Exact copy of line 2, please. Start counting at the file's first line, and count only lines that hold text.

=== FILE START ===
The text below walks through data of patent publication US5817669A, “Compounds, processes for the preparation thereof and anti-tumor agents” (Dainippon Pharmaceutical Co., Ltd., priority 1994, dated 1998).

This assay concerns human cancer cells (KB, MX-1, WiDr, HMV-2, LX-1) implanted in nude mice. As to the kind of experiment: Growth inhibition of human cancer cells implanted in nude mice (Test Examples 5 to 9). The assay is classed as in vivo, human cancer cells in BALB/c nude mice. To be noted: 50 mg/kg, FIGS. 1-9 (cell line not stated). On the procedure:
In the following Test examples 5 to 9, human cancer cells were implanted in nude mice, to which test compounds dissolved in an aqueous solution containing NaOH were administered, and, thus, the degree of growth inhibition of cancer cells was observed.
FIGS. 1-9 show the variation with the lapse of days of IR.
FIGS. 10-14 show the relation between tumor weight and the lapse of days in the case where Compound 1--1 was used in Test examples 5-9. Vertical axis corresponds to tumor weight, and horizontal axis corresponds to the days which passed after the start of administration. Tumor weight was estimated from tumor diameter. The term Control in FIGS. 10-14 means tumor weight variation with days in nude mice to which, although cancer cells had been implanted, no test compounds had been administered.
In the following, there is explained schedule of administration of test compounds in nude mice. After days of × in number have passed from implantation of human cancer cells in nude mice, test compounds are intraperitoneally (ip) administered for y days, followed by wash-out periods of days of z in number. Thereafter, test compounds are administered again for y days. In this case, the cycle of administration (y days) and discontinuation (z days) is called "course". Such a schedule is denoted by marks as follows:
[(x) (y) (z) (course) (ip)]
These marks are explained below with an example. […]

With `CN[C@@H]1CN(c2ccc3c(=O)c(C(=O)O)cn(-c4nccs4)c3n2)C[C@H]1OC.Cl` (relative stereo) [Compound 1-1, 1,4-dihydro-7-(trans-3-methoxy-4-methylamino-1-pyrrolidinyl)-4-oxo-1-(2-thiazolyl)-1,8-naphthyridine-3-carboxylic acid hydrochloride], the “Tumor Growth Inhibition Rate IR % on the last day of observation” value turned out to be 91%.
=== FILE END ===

This assay concerns human cancer cells (KB, MX-1, WiDr, HMV-2, LX-1) implanted in nude mice. As to the kind of experiment: Growth inhibition of human cancer cells implanted in nude mice (Test Examples 5 to 9). The assay is classed as in vivo, human cancer cells in BALB/c nude mice. To be noted: 50 mg/kg, FIGS. 1-9 (cell line not stated). On the procedure: